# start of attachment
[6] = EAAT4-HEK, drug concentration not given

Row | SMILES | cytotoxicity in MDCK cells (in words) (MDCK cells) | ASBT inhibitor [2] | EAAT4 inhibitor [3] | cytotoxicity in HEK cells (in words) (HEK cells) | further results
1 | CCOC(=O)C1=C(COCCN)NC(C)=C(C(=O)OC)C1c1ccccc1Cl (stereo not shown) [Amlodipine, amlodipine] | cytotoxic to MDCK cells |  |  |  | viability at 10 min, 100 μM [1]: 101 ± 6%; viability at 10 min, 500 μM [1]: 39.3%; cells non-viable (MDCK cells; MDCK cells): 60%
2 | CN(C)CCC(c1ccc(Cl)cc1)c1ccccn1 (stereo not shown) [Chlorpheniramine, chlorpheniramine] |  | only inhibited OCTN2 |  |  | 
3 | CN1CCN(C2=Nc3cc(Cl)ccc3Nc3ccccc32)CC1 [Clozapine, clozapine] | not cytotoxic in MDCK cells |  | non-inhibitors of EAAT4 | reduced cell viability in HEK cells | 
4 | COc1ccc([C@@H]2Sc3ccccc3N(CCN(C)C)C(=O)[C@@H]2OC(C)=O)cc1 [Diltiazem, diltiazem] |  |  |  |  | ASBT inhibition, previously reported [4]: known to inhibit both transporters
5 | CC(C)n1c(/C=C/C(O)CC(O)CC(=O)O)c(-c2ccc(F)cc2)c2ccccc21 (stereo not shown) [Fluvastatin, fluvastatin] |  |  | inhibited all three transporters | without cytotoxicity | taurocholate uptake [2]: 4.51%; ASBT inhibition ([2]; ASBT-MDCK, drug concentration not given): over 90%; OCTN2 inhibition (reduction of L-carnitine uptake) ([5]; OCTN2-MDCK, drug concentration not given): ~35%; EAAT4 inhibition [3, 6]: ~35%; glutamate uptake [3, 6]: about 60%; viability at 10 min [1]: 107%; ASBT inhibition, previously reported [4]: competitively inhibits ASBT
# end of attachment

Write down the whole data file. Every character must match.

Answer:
[6] = EAAT4-HEK, drug concentration not given

Row | SMILES | cytotoxicity in MDCK cells (in words) (MDCK cells) | ASBT inhibitor [2] | EAAT4 inhibitor [3] | cytotoxicity in HEK cells (in words) (HEK cells) | further results
1 | CCOC(=O)C1=C(COCCN)NC(C)=C(C(=O)OC)C1c1ccccc1Cl (stereo not shown) [Amlodipine, amlodipine] | cytotoxic to MDCK cells |  |  |  | viability at 10 min, 100 μM [1]: 101 ± 6%; viability at 10 min, 500 μM [1]: 39.3%; cells non-viable (MDCK cells; MDCK cells): 60%
2 | CN(C)CCC(c1ccc(Cl)cc1)c1ccccn1 (stereo not shown) [Chlorpheniramine, chlorpheniramine] |  | only inhibited OCTN2 |  |  | 
3 | CN1CCN(C2=Nc3cc(Cl)ccc3Nc3ccccc32)CC1 [Clozapine, clozapine] | not cytotoxic in MDCK cells |  | non-inhibitors of EAAT4 | reduced cell viability in HEK cells | 
4 | COc1ccc([C@@H]2Sc3ccccc3N(CCN(C)C)C(=O)[C@@H]2OC(C)=O)cc1 [Diltiazem, diltiazem] |  |  |  |  | ASBT inhibition, previously reported [4]: known to inhibit both transporters
5 | CC(C)n1c(/C=C/C(O)CC(O)CC(=O)O)c(-c2ccc(F)cc2)c2ccccc21 (stereo not shown) [Fluvastatin, fluvastatin] |  |  | inhibited all three transporters | without cytotoxicity | taurocholate uptake [2]: 4.51%; ASBT inhibition ([2]; ASBT-MDCK, drug concentration not given): over 90%; OCTN2 inhibition (reduction of L-carnitine uptake) ([5]; OCTN2-MDCK, drug concentration not given): ~35%; EAAT4 inhibition [3, 6]: ~35%; glutamate uptake [3, 6]: about 60%; viability at 10 min [1]: 107%; ASBT inhibition, previously reported [4]: competitively inhibits ASBT